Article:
Dungeons & Dragons: Honor Among Thieves – Who Is Hugh Grant’s Forge Fitzwilliam?

Hugh Grant reveals his take on the mysterious character he plays in Dungeons & Dragons: Honor Among Thieves.

Hugh Grant in Dungeons & Dragons: Honor Among Thieves
Photo: Paramount

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Hugh Grant needs no introduction, having appeared in scores of famous films over his decades-long career. After a breakout role starring in Four Weddings and a Funeral, Grant became known for his boyish good looks and charm, whether playing the romantic lead or something more nefarious. Among his roles, he’s been a prime-minister (Love Actually), an aging pop star (Music and Lyrics), and a scheming and womanizing boss (Bridget Jones). 

Those experiences made him a prime choice for the role of Forge Fitzwilliam, a “hero” almost as famous as Grant himself, and a leader of the city of Neverwinter. He was once the teammate of the bard Edgin (Chris Pine), barbarian Holga (Michelle Rodriguez), and sorcerer Simon (Justice Smith), some of the protagonists of Dungeons & Dragons: Honor Among Thieves. But now, Forge is on the opposing side of the film’s heroes, and while trailers haven’t revealed exactly what he’s up to, viewers can take a guess that it’s no good. Though the heroes may be a band of misfits trying to right a previous wrong, Grant’s character starts the film from a position of power—and has no qualms about using that power to get what he wants. Den of Geek asked Grant about his experience in the film, and what viewers should be looking forward to.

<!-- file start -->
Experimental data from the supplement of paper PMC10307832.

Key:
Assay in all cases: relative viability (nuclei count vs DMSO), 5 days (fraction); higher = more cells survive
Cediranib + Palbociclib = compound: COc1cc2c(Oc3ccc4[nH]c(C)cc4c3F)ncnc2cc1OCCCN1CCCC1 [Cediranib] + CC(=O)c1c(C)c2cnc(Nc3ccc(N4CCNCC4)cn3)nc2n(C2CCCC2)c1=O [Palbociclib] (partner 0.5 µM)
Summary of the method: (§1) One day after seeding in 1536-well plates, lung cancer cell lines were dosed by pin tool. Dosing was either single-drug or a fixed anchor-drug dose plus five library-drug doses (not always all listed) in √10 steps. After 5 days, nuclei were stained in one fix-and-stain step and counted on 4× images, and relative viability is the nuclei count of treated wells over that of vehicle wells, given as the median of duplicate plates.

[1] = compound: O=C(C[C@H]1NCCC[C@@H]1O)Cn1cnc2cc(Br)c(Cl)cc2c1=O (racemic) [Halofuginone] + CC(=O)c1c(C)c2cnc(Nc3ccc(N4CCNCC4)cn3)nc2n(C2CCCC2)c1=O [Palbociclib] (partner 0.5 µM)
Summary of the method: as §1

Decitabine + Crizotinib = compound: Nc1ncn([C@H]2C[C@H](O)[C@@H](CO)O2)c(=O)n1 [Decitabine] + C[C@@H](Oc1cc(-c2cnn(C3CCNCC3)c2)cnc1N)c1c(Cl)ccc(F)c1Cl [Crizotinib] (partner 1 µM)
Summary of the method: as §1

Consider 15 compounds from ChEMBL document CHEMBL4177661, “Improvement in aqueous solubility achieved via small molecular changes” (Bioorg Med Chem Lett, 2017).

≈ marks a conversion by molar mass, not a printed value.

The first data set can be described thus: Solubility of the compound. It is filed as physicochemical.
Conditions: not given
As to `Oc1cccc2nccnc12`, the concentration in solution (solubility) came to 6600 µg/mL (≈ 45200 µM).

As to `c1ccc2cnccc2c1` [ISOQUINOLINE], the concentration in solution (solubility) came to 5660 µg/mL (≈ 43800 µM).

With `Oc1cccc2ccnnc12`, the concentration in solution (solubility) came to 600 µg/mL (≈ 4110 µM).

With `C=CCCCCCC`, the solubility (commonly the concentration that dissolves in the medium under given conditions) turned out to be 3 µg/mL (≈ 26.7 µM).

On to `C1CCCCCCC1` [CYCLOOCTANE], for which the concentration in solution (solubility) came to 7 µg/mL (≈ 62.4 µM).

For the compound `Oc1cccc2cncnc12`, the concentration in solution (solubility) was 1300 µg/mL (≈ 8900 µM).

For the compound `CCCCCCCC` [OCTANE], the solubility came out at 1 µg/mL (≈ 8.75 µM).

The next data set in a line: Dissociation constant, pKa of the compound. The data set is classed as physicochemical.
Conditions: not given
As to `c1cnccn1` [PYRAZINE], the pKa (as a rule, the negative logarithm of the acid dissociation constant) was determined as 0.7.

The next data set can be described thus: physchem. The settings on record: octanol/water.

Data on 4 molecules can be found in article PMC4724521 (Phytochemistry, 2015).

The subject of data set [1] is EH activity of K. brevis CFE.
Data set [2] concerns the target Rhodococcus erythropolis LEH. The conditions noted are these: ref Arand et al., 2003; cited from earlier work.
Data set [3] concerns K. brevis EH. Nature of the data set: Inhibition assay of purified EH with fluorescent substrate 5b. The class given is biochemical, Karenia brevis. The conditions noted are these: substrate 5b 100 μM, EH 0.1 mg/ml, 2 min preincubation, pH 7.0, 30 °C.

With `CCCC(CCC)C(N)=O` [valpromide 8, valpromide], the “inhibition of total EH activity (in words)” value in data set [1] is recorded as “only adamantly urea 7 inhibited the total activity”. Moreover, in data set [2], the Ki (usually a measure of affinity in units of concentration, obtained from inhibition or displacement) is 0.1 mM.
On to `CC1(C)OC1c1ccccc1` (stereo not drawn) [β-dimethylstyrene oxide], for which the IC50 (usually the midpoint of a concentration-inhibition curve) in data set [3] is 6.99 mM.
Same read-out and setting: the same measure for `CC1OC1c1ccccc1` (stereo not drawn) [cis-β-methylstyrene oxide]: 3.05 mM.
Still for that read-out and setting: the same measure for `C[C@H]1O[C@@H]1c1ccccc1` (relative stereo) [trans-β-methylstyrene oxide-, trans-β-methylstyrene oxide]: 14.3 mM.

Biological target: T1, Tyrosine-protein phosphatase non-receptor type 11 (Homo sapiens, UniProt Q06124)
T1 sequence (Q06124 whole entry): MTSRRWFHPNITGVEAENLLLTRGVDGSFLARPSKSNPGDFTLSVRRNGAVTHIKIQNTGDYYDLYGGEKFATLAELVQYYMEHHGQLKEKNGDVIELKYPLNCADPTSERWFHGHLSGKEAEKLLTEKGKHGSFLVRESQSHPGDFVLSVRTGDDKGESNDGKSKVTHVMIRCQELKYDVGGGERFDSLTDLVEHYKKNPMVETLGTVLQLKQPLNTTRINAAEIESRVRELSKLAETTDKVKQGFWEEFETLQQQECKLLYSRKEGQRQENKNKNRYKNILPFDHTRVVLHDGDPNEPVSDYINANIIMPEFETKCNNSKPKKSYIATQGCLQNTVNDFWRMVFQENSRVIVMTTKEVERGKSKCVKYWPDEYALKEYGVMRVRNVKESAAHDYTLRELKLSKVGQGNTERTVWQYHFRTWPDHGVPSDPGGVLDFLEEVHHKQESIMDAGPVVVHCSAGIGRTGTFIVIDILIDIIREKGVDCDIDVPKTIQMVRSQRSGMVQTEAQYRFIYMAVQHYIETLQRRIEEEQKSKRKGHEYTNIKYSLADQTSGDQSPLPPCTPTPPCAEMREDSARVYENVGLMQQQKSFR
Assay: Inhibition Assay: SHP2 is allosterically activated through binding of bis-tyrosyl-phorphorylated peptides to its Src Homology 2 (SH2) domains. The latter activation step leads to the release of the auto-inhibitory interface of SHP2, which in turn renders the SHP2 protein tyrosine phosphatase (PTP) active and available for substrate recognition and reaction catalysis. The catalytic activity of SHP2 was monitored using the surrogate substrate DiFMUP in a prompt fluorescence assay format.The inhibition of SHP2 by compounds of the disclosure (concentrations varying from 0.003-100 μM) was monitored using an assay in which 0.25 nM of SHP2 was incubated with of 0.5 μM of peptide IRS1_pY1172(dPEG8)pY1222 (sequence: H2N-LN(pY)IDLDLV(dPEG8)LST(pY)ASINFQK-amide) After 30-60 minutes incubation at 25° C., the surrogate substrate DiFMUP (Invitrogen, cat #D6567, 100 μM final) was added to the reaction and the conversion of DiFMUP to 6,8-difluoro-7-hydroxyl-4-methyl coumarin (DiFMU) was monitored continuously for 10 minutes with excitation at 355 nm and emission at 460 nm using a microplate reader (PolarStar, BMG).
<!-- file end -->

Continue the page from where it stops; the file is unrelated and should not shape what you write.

Dungeons & Dragons has a long cultural history and a strong fantasy aesthetic. What did you most enjoy about working in the D&D world? What parts of the fantasy did you find most fantastic? 

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I’m slightly frightened of fantasy worlds, if truth be told. I can’t really cope with this one we live in, let alone new ones. I wanted to do this film more because the script and writer/directors made me laugh.  

Based on the trailer, you’re playing a wealthy villain in a fantasy world in this film. What’s the most fun part of being the known villain of the piece?

I would not call myself a villain. I would call myself misunderstood.  

In a big fantasy film like this, there’s a lot of interaction with sets and pieces that will be added to the film in post-production. What is the hardest part of working with special effects like that?

I was particularly terrified of one of the red wizards. She looked like my old art teacher, Mr. Pye.  He was mad and used to paint us blue.  

Were you familiar with D&D before being cast in the film? (If you are a gamer, do you have a favorite character from your own games?)

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I’m afraid I’m not a gamer myself. Unless you include tennis.  

The game Dungeons & Dragons is known for its improv at the table. I’d love to know how much improvisation you, as actors, were encouraged to do within the script. Are there moments we should be watching out for?

I think I bunged a few things in. It’s hard to stop me. But on the whole, the script didn’t need enhancements. They are very good writers. 

Dungeons & Dragons: Honor Among Thieves opens in theaters on March 31.